I took Daisy to my favourite alleyway in Brunswick and snapped these classy shots:
I’ve conducted the same test I did on the first frame to Daisy and she’s passed with flying colours. Here’s a video of her getting squeezed:
She just needs a rack installed and a chain-guide and she’s ready to roll for ever!
Spent a lovely day listening to the Aussie’s getting slaughtered in the Ashes and putting parts on Daisy, the second bamboo bike. The only thing left to do now is test her for Australian standards then hand her over! Here’s how she’s looking:
I’m still toying about with how to brand the bikes. The second frame is featuring a hand engraved steel tube (or half of one) that’s wrapped around the left hand side chain stay.
To be honest it looks a little DIY at the moment, but when polished up and covered in epoxy I think it’ll look pretty good. For the next bike I’ll investigate laser etching a logo and lettering for a more professional look.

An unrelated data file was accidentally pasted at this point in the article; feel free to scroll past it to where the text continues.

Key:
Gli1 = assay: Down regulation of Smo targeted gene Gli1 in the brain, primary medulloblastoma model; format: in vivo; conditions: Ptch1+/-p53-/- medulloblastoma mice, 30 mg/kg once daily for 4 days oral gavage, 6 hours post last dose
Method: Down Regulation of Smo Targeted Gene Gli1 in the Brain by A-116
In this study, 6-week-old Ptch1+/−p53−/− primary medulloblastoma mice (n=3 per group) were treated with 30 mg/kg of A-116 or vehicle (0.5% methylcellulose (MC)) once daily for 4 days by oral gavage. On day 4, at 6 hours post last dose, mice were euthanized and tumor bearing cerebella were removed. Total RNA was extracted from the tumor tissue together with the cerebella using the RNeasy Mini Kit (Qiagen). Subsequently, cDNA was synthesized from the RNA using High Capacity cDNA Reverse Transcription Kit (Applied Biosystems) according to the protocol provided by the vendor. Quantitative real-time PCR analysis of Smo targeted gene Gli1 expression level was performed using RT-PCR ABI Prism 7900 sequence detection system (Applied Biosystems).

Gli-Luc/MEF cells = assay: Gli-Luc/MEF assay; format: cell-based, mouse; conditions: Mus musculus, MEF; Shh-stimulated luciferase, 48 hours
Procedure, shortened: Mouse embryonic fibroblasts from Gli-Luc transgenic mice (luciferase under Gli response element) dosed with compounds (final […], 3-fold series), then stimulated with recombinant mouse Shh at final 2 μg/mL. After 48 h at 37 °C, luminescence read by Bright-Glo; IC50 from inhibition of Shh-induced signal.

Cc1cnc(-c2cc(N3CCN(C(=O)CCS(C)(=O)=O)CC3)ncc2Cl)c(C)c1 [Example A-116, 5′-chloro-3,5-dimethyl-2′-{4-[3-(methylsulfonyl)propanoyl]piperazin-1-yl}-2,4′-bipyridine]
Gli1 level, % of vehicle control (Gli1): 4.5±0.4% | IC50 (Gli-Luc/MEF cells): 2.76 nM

The frame’s all done except for the top coats of epoxy resin. I’ve applied the first and it’s hanging up to dry. This will be sanded back and then 3 more coats applied. Check out the pics:
I’ve tried my hardest to make the carbon fibre as smooth as possible with this frame. It’s a balancing act between sanding back too much or leaving a few wrinkles. It’s painstaking work, and at some point you just have to stop and say, that’ll do – it is after all, a handmade frame and should have a few handmade qualities about it. I am, however, investigating new methods for the carbon-fibre layup that can decrease the time spent on the process.
I’m using expanding filler foam on this frame as lightweight way to make the joints more curvaceous (and thus stronger). It’s super easy to sand back and shape and doesn’t take long to set.
I’ve done the initial wrappings of the rear end and head-tube with 12K carbon fiber tow. So far it’s taken 90metres of the stuff! I’ll cover these in 1-3 layers of woven carbon fiber cloth then 2 layers of clear coat. Job done.